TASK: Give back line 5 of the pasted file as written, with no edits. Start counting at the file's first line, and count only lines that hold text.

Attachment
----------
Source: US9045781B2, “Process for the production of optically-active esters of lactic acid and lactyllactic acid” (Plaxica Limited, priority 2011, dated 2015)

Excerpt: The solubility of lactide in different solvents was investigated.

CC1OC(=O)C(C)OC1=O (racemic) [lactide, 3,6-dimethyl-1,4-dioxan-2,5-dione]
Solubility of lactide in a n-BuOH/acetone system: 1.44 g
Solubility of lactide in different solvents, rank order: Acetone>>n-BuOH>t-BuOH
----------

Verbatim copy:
Solubility of lactide in different solvents, rank order: Acetone>>n-BuOH>t-BuOH